This summer I started redoing my guest room, and the first step was new flooring. I wanted to do paper bag floors, mostly because they’re cheap and beautiful, but also because I wanted the flooring to match in my boy’s room and the guest room (they’re right next to each other).
(If you aren’t familiar with paper bag flooring process then please read the original tutorial first. Links to the follow-up posts can be found at the bottom of that post.)
So, let’s start at the beginning.
I wanted this floor to match my boys floor exactly, so I used the same brown paper, same stain, and same technique. The only thing I changed was the sealer I put on top.
First, we ripped out the old carpet, filled the holes, and ripped and wrinkled the paper, cleaned the floor…all the prep work.
Then I started glueing. I used a 50/50 mix of Elmers glue and water and worked with my bare hands, dunking the paper in the mixture and smoothing it out on the floor.
After I finished and everything dried for a day, I stained. I used oil based Minwax stain in Provincial, mopping it on with a deck pad.
I let that dry for a day or so, then went ahead and sealed it. Here is where it gets interesting.
When I did my paper bag experiments this summer I had a clear winner when it came to sealers…Bona Traffic, hands down. It was bulletproof on my test board and I was excited to get it on my floor. I sealed the boy’s room with water based poly for floors a couple of years ago, and although it was holding up okay it definitely wasn’t doing great (you can read that update post HERE). I planned to reseal the boy’s room with the Bona Traffic as well.
The Bona traffic is a two-part sealer, it has the sealer and a bottle of hardener you mix in. When I was ready to get started sealing I went ahead and poured the entire bottle of hardener into the sealer and got to work. After I finished the first coat I started reading the back of the container while waiting for it to dry. Right there, on the back, in tiny letters it clearly said “The finish/hardener mixture must be used within 4 hours after it is mixed. Product properties are diminished after 4 hours.” OH SNAP (not the actual phrase that came to mind at that moment, but we’ll use it here). I had read that part before while doing experiments…how did I forget? There is no way I could use that whole bottle in four hours…that didn’t leave it nearly enough drying time between coats.
Luckily it was a Saturday morning when this happened and Adam was home. I told him my predicament and explained that we had to empty out the boy’s room RIGHT NOW so I could prep and seal it before my expensive sealer was rendered useless. He sighed, shook his head, mumbled something about “only you..”, and we quickly destroyed our house.
The first coat of Traffic sealer I applied to the guest room floor actually dried really quickly (in like 30 minutes) so I added another coat while prepping the boys floor.
Do you remember how I had that corner in the boy’s room where the sealer was flaking up? I never did figure out what was causing it. Anyway, scraped it up as best I could (and tried to pull it up with tape – fail) before adding more sealer on top.
My hope was that when I added the new sealer would kinda melt into the old and you wouldn’t be able to tell that was a problem area (spoiler – that didn’t happen).
Anyway, I went back and forth sealing both rooms in 30 minute intervals. The boy’s room received two coats (over the previous twelve of the original sealer) and the guest room received four.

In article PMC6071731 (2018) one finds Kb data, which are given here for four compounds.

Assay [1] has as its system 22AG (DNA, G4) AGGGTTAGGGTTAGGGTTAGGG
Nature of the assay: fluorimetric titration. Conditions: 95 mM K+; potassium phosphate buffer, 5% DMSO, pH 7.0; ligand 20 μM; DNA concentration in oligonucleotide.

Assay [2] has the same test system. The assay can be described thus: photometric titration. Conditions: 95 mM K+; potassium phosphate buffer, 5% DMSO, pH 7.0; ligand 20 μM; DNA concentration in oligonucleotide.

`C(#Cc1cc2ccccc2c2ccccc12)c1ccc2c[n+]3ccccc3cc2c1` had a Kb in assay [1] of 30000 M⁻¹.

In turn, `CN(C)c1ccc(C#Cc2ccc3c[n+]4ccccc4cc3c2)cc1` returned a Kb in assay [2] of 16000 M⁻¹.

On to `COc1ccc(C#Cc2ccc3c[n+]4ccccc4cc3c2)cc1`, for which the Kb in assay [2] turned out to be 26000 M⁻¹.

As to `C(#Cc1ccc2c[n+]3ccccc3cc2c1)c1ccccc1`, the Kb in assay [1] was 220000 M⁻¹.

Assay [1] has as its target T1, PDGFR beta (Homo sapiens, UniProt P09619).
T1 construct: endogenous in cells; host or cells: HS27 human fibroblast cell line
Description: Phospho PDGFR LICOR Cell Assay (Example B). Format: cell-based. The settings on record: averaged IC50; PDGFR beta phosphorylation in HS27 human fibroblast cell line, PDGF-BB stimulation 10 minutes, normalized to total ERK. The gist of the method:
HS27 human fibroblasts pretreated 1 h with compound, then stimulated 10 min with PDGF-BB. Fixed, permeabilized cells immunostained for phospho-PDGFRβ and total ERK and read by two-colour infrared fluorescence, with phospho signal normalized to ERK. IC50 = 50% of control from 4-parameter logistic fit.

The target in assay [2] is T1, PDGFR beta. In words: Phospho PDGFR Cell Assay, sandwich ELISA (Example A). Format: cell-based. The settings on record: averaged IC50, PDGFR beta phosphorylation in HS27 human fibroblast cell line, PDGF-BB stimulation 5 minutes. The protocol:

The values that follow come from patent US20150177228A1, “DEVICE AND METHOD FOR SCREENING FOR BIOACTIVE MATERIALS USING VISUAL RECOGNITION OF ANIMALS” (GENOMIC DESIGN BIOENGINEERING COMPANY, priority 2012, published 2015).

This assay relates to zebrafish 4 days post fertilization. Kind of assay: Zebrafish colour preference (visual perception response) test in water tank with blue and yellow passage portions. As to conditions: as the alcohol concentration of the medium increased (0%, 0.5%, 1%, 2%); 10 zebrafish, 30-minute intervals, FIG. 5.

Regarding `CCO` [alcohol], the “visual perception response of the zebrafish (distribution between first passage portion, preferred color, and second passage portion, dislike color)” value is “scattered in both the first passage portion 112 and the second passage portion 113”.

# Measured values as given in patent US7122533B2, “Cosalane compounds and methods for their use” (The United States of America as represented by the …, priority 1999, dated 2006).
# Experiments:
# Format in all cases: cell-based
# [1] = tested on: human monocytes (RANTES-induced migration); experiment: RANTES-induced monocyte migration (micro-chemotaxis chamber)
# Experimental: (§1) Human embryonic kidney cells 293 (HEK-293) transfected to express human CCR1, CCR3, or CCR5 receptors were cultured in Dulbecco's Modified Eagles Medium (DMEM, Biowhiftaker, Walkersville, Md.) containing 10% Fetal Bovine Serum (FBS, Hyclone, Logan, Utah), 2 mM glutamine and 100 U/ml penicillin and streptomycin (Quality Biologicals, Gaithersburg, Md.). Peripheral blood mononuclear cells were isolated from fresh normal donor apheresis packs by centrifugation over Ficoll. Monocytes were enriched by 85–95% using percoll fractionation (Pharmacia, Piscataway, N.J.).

Here is that problem area when the new sealer dried…it doesn’t look great.
Luckily the bed goes in that corner and we’ll never see it. The rest of the room looked amazing…
And here’s what the guest room floor looked like…
And both of them side by side…
I let the rooms cure for nearly a week before putting all the furniture back in, which I felt was more than enough time.
Since then (this was about six months ago) is when I have become pretty frustrated with the floors. The Bona Traffic is not holding up like I had hoped. It doesn’t scratch and flake up like the previous sealer, but instead it blisters.
When I tested this sealer it was bulletproof, I’m not even exaggerating. I dug at it with a fork and you could barely tell. I was sure I would be able to abuse my floors with no consequences…but thats not the case at all. I think the difference is that for my experiments I waited about 24 hours between coats of sealer, and with this I obviously rushed it and added four coats in about three hours. It’s likely that it never cured properly. Or maybe putting this on a concrete floor vs. a wood floor is what makes the difference (though I doubt it). I don’t really know, all I know is that I have delicate floors and they frustrate me. I still think the Bona is a great sealer, and if your going to use it just DONT RUSH.
Both floors still look great if you stand back a bit, and if the sealer blisters up I can just cut it out and add more sealer. It’s not the end of the world, I’m just done messing with them. I wish we could have extended the wood flooring into the bedrooms when we did our living room and hallway a few years ago, but we simply couldn’t afford to at the time. I’m not going to replace the paper flooring when we sell no mater how it looks, we’ll just offer a carpeting allowance for any buyers that side-eye the paper bag flooring.
I know this paper bag floor thing can be done and be tough (I’ve had people e-mail me and say they’ve had it in their house for ten or twenty years and it looks great). I haven’t mastered it yet though….and honestly, I never will. I won’t ever paper a floor again.
Anyway, after all the paper bag experiments this summer I thought an update was needed. I wish it was a better one!